Sunday, November 20, 2005

On the front page of today's NY Times, this story:
DENVER, Nov. 19 - Private companies and individuals would be able to buy large tracts of federal land, from sagebrush basins to high-peak hiking trails around the West, under the terms of the spending bill passed Friday by a two-vote margin in the House of Representatives.
Looks like another case where energy interests successfully had GOP representatives slip a seemingly mundane provision into a larger spending bill with the hopes of it either going unnoticed or that politicians would simply ignore it to pass the larger bill.

Of course, jurisdiction for this matter falls under the Interior Dept., and who is the head of that important arm of the government but none other than Gail Norton, a former industry lobbyist herself. More so, Norton's name has come up repeatedly during recent Abramoff proceedings. To me it appears as if she was holding out for a higher sum of $$ paid to the right-wing organization she helped found before a face-to-face meeting was granted. Again, in my opinion, she's skating by here with little media attention paid to this aspect of the widespread Abramoff scandal. Bloggers, please help take up the cause of exposing what appears to be highly questionable behavior.

It's a problem. With all of the current on-going scandals, it's easy to lose track of the many names of those who could be implicated and yet are hovering quietly under the radar, with us instead focusing on just the bigger names hurled into the limelight by the MSM. There's a ton of bat-sh*t stink to go around and the noxious fumes are enough to make anyone turn and flee. However, we must don the gas masks and get to the bottom of every last scandal, for the good of the country.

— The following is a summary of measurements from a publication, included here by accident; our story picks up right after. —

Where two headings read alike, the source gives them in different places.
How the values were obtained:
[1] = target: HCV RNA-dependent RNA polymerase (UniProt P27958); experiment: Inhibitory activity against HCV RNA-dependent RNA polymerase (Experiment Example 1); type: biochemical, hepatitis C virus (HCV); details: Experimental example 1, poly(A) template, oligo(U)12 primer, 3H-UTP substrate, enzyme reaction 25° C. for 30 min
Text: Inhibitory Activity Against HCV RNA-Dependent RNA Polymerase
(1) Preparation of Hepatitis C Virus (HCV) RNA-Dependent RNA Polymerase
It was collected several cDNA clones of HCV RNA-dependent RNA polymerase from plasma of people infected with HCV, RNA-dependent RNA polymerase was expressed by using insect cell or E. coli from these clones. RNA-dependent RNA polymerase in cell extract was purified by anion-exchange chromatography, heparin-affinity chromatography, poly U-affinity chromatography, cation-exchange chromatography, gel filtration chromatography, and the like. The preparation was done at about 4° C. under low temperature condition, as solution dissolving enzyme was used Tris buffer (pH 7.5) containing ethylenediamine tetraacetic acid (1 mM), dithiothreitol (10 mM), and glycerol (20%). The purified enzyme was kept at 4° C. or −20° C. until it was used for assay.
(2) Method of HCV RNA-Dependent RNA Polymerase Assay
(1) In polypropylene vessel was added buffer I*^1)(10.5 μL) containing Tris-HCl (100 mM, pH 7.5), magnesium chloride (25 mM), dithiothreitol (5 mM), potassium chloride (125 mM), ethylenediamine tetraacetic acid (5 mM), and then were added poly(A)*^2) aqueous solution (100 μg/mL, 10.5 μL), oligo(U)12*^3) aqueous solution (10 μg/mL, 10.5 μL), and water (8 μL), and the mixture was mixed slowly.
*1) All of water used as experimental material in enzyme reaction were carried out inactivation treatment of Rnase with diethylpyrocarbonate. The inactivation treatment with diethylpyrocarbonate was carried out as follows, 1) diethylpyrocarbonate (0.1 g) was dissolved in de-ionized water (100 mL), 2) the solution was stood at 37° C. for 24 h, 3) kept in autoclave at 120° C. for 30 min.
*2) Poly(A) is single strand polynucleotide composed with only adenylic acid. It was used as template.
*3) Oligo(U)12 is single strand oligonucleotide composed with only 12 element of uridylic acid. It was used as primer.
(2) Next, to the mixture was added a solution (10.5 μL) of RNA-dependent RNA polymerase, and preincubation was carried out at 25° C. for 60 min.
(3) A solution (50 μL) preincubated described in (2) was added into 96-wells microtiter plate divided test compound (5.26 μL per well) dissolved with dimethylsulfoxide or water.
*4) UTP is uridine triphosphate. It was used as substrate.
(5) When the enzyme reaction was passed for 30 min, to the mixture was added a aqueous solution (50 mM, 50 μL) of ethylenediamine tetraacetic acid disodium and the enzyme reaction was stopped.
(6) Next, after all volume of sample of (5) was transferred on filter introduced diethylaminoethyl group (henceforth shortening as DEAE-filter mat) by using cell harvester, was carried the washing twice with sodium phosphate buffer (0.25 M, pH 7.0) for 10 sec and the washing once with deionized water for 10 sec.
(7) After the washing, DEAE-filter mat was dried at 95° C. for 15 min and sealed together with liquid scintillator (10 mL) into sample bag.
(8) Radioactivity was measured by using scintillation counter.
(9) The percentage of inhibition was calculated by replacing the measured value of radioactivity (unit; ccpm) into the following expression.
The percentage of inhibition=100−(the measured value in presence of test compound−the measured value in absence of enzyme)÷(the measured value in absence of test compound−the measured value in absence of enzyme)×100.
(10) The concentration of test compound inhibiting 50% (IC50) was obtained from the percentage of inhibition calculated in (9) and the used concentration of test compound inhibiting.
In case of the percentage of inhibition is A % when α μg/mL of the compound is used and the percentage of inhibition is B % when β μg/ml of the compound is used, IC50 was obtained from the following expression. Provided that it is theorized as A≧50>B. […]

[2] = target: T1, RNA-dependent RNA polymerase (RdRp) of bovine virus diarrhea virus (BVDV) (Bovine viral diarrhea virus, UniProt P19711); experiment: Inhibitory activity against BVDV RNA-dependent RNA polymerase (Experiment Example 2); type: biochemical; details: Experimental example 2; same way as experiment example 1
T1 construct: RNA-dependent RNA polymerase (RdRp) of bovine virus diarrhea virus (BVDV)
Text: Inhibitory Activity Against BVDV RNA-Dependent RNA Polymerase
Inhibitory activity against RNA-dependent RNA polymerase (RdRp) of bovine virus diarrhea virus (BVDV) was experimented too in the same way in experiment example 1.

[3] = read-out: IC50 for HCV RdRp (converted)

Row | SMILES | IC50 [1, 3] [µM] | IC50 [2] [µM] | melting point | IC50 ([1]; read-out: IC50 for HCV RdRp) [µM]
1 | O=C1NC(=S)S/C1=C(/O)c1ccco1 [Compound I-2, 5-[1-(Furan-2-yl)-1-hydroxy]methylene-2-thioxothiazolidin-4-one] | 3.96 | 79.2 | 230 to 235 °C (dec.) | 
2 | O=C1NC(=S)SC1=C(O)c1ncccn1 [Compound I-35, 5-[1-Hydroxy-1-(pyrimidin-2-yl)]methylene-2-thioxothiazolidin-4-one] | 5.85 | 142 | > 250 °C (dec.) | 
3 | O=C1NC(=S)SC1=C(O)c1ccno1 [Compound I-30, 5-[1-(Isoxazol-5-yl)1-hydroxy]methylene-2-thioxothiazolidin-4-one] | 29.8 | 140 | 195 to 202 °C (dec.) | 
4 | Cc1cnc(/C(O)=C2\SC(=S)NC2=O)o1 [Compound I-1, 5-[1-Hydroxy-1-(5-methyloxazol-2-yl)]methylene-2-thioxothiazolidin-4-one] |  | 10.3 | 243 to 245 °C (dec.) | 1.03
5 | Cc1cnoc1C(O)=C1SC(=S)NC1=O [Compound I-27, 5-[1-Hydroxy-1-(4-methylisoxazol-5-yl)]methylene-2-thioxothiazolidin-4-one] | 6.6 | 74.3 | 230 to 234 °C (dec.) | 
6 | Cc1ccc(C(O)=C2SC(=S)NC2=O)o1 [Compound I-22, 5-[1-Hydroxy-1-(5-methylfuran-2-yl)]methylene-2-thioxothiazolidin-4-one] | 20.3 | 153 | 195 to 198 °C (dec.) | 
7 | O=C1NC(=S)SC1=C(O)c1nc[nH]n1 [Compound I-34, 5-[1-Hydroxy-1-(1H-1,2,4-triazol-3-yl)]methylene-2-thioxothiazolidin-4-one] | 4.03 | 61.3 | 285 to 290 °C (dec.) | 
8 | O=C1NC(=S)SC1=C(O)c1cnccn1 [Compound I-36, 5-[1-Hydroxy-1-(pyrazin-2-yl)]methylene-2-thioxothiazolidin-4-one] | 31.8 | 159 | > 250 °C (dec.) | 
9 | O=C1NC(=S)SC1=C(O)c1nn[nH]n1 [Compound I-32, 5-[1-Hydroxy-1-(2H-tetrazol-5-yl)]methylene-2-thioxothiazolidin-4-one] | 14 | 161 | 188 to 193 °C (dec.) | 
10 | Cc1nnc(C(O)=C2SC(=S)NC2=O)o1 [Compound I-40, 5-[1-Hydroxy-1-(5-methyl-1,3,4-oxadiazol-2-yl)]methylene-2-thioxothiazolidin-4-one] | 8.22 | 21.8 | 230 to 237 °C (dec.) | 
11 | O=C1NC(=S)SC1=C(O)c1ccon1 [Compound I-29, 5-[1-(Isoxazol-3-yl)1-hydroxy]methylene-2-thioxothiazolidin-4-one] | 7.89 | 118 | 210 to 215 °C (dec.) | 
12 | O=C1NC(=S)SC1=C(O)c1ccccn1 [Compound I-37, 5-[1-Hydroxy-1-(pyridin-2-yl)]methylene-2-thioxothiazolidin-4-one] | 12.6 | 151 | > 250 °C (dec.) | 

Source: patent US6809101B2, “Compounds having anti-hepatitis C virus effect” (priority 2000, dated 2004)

I'm willing to wager that our soldiers in Iraq will be back on U.S. soil before the last GW administration scandal has been put to rest. Way back in 2000, GW once uttered on the campaign trail, "ask not only what is legal but what is right, not what the lawyers allow but what the public deserves." What a joke. If that were the case, Rove would've been fired by now.

GW has managed to lower the ethical state of affairs in Washington to a point that barely flutters above the Watergate era. When you throw in the lies, distortions, and manipulations concerning everything from Iraq, to the passage of bills, to defending their own incompetence, it's much worse than Nixon's lowest point (as John Dean has already stated in book-length).

Like with anything else he's touched in his life, GW has managed to f*ck this up big-time. He's the quintessential anti-Midas of our time.

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